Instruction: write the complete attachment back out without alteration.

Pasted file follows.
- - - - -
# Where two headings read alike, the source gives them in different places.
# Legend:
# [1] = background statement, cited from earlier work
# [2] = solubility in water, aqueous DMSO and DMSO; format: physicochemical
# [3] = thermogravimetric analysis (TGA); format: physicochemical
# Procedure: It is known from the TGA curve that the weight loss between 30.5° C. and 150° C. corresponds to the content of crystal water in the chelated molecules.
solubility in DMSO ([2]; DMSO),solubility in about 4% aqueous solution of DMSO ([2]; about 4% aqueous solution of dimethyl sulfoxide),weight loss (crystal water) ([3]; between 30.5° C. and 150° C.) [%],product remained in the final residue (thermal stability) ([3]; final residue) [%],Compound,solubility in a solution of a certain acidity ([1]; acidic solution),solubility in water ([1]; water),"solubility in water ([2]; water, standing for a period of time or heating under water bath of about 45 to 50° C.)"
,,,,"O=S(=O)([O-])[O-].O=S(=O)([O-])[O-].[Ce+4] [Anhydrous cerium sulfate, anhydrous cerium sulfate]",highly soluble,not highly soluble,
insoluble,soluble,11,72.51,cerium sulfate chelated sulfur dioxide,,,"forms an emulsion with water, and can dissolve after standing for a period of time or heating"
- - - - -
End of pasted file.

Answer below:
# Where two headings read alike, the source gives them in different places.
# Legend:
# [1] = background statement, cited from earlier work
# [2] = solubility in water, aqueous DMSO and DMSO; format: physicochemical
# [3] = thermogravimetric analysis (TGA); format: physicochemical
# Procedure: It is known from the TGA curve that the weight loss between 30.5° C. and 150° C. corresponds to the content of crystal water in the chelated molecules.
solubility in DMSO ([2]; DMSO),solubility in about 4% aqueous solution of DMSO ([2]; about 4% aqueous solution of dimethyl sulfoxide),weight loss (crystal water) ([3]; between 30.5° C. and 150° C.) [%],product remained in the final residue (thermal stability) ([3]; final residue) [%],Compound,solubility in a solution of a certain acidity ([1]; acidic solution),solubility in water ([1]; water),"solubility in water ([2]; water, standing for a period of time or heating under water bath of about 45 to 50° C.)"
,,,,"O=S(=O)([O-])[O-].O=S(=O)([O-])[O-].[Ce+4] [Anhydrous cerium sulfate, anhydrous cerium sulfate]",highly soluble,not highly soluble,
insoluble,soluble,11,72.51,cerium sulfate chelated sulfur dioxide,,,"forms an emulsion with water, and can dissolve after standing for a period of time or heating"